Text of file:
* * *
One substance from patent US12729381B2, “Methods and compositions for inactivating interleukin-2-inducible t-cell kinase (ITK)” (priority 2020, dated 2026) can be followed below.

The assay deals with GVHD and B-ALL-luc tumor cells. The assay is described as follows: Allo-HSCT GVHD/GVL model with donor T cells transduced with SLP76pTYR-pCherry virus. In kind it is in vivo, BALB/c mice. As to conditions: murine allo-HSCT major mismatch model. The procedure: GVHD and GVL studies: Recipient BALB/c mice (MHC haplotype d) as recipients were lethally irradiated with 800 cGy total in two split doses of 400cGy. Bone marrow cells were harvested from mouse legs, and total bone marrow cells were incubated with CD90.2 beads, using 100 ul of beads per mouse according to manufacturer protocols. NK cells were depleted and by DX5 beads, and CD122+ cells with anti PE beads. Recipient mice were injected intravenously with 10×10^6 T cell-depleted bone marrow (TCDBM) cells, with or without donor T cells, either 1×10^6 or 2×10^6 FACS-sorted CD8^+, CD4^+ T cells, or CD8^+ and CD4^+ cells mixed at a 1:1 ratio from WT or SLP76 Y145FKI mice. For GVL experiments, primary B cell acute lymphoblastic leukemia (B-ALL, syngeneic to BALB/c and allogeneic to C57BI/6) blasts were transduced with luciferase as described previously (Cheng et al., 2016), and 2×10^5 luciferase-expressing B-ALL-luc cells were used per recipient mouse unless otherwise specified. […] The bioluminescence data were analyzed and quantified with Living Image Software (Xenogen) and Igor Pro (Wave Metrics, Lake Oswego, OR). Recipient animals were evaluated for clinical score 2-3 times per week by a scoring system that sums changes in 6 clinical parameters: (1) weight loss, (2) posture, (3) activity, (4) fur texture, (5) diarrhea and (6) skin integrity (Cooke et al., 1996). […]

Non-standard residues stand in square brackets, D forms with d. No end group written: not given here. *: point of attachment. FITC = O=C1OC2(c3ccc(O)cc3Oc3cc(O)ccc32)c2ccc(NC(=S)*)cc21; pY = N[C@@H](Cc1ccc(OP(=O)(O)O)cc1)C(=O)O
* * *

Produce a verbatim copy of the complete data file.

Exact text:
One substance from patent US12729381B2, “Methods and compositions for inactivating interleukin-2-inducible t-cell kinase (ITK)” (priority 2020, dated 2026) can be followed below.

The assay deals with GVHD and B-ALL-luc tumor cells. The assay is described as follows: Allo-HSCT GVHD/GVL model with donor T cells transduced with SLP76pTYR-pCherry virus. In kind it is in vivo, BALB/c mice. As to conditions: murine allo-HSCT major mismatch model. The procedure: GVHD and GVL studies: Recipient BALB/c mice (MHC haplotype d) as recipients were lethally irradiated with 800 cGy total in two split doses of 400cGy. Bone marrow cells were harvested from mouse legs, and total bone marrow cells were incubated with CD90.2 beads, using 100 ul of beads per mouse according to manufacturer protocols. NK cells were depleted and by DX5 beads, and CD122+ cells with anti PE beads. Recipient mice were injected intravenously with 10×10^6 T cell-depleted bone marrow (TCDBM) cells, with or without donor T cells, either 1×10^6 or 2×10^6 FACS-sorted CD8^+, CD4^+ T cells, or CD8^+ and CD4^+ cells mixed at a 1:1 ratio from WT or SLP76 Y145FKI mice. For GVL experiments, primary B cell acute lymphoblastic leukemia (B-ALL, syngeneic to BALB/c and allogeneic to C57BI/6) blasts were transduced with luciferase as described previously (Cheng et al., 2016), and 2×10^5 luciferase-expressing B-ALL-luc cells were used per recipient mouse unless otherwise specified. […] The bioluminescence data were analyzed and quantified with Living Image Software (Xenogen) and Igor Pro (Wave Metrics, Lake Oswego, OR). Recipient animals were evaluated for clinical score 2-3 times per week by a scoring system that sums changes in 6 clinical parameters: (1) weight loss, (2) posture, (3) activity, (4) fur texture, (5) diarrhea and (6) skin integrity (Cooke et al., 1996). […]

Non-standard residues stand in square brackets, D forms with d. No end group written: not given here. *: point of attachment. FITC = O=C1OC2(c3ccc(O)cc3Oc3cc(O)ccc32)c2ccc(NC(=S)*)cc21; pY = N[C@@H](Cc1ccc(OP(=O)(O)O)cc1)C(=O)O